The Living (Warm Bodies #3)
By Isaac Marion
Zola Books, 2018
See also my reviews for Warm Bodies (#1), The New Hunger (#1.5), and The Burning World (#2), and witness my whole concept of the zombie genre taking a one-eighty.
On the run from an undead mega-corporation bent on consuming the world, and a fire-worshipping cult that means to reduce it to ashes, R, Julie, and their friends take to the roads, crossing the burnt out-shell of a U.S that’s in the process of remaking itself. They’re not sure what it’s remaking itself into, or whether they themselves might have a say in the answer, but before they can stop to find out, there’s one enemy that must be faced, that cannot be outrun — the ghost of the person R used to be, the one who helped set in motion everything he and his new family are now fighting against.
There are multiple instances, enough to be mildly irritating, of R’s friends making jokes about him to the effect that he’s overly sensitive, ethically conscious, or effeminate. A realism-based argument can certainly be made for this choice; the characters are imperfect people from a hard post-apocalyptic world, and someone like R could not even exist in the present world without drawing similar comments. Yet it doesn’t feel like realism. It feels like the author second-guessing and apologizing for the otherwise fearless sentimentality of R’s voice, and that works against the book as a whole. Slightly.
There’s also a scene, the only private scene between Julie and Nora this installment, in which they discuss the similarities between their respective love interests. Their conversation, while helpful for understanding both their trains of thought, draws unfortunately harsh attention to the book’s iffy Bechdel status and the series’ recurring, divided set of gender roles. Characters making the self-defining, heroic journey back from the Dead are mostly male. Living characters who wait, guide, incentivize, and judge are mostly female.
As a pattern in a story with a varied and fascinating cast, I’m compelled to note it, but given the particulars of what’s expressed through those male characters’ journeys, The Living gets a full free pass on this front as far as I’m concerned. More on that shortly.
The Living is an utterly breathtaking read, a fitting conclusion, and worth every minute of the roller coaster of a wait that fans have endured. With the introductions done and the dominoes lined up, this is one of those chapters of pure payoff that only comes once a fandom, and rarely so satisfyingly.
That’s not to say it’s overstuffed with non-stop action. As in the rest of the series, battles and explosions come only often enough to be heart-pounding in their importance each and every time, punctuating and adding an epic accent to the soulfully personal central story, which strikes every beat it’s been hurtling toward with the same weight and resonance as the fate of the world.
The text is densely poetic, perhaps even more so than the previous books, so much so that I’m tempted to reread it in ebook form solely for the non-paper-defacing highlighter tool. Marion can craft words into a sledgehammer and then a scalpel within the course of a few paragraphs, and that balance of intensity and restraint scales from individual lines to the overall plot and every level in between. He knows not only how to explain a thing, but when not to. Buildings burn, skeletons menace, characters argue, and more often than not, the point of the scene sits quietly in plain view waiting to be noticed, patiently and powerfully unspoken.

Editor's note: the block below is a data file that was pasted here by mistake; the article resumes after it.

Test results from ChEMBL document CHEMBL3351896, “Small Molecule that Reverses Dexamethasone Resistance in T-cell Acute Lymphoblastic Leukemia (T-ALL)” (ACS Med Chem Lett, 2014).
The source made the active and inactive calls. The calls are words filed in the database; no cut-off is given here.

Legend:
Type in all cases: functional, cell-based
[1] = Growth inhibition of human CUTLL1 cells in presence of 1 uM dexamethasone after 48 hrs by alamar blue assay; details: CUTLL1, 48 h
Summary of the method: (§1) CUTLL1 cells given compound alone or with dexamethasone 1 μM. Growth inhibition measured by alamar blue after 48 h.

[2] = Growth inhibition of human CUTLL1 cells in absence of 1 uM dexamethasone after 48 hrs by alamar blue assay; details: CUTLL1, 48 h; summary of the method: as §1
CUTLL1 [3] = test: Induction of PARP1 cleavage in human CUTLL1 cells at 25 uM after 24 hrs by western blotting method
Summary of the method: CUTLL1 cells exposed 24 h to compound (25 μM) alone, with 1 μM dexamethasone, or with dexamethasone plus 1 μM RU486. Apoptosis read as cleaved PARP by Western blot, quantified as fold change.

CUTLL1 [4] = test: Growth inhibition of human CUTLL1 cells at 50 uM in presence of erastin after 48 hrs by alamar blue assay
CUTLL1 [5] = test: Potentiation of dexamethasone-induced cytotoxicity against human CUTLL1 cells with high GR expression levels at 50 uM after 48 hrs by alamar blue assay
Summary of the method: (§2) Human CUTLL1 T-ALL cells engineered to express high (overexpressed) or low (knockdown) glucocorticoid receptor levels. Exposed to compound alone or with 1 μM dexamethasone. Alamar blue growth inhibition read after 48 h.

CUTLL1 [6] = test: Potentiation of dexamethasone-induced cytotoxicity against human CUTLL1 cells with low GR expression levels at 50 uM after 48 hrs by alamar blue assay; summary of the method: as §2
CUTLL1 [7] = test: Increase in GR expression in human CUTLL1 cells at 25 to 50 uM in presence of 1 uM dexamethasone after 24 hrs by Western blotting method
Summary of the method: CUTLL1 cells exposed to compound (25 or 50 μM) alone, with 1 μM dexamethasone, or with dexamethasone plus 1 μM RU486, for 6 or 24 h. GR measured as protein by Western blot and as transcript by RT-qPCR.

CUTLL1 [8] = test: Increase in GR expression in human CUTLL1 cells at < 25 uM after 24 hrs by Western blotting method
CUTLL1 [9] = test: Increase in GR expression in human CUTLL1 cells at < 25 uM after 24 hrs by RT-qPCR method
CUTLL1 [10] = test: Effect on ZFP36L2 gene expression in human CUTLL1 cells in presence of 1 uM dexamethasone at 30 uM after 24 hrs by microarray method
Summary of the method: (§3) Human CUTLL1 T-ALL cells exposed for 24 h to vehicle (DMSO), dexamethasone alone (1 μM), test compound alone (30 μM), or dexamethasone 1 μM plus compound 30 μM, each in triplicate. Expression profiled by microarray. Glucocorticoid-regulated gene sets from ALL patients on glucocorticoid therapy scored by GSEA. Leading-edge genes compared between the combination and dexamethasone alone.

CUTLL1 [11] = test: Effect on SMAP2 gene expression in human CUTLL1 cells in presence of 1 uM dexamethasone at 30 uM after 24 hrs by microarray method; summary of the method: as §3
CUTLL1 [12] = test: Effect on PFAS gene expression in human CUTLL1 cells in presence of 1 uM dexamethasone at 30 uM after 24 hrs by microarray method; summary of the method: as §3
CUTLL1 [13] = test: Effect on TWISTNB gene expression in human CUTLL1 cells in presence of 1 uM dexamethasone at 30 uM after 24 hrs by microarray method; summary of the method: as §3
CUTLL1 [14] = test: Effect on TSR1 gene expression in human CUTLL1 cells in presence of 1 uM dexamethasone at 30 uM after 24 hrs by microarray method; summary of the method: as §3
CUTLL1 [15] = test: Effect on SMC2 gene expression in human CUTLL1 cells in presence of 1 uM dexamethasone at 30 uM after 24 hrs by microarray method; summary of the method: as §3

Yes, the perspective is thoroughly, conspicuously male (which is okay; men deserve their fair half of the stage too, after all), but it’s not just another echo of the same oversaturated male views of the world we see reflected over and over in vastly more than half of media every day. The social commentary hinted at in the first book and expanded upon in the second is further developed here into a finer-edged point. The Living is, in large part, a story about toxic masculinity; its myriad forms, its contradictory interpretations, its traps, its role in every other problem the story touches upon, and above all, the challenge of escaping from it.
The female characters are written with respect. They’re smart and complex and do what suits their own interests and honor codes rather than what they’re told. Even when they’re called upon to give or withhold affection as required to drive the men’s plots, they’re given far more nuanced and considered motivations for doing so than the norm.
But this is not their story.
It’s not a story about women going up against a bigoted system that’s obviously, blatantly unfair to them and overcoming it. I can recommend shelves full of those stories, and I'm always happy to discover new ones, but The Living is something just as necessary and much rarer. It's a story about men staring down that same system — not personified by roving rapists or abusive fathers or anything so comfortingly external and easy to beat up, but in the much more threatening form of their own assumptions, habits, and the lessons they’ve been taught — and either successfully conquering it, or not.
Like The Burning World, The Living isn’t always an easy read, in spite of its lyrical beauty and its page-turning pace. It treks through ugly places and jabs ruthlessly at parts of the mind already bruised by current events and daily life. But for all its incisiveness, it’s the fervent underlying optimism that makes it linger and stand out, and gives rise to its most haunting moments and quotes.
“We climbed from deep pits. The lowest thought of the basest human is a staggering achievement. [...] It’s easier to fall than to climb, and yet against all logic, life keeps rising. The line wavers, but the trajectory is upward.”
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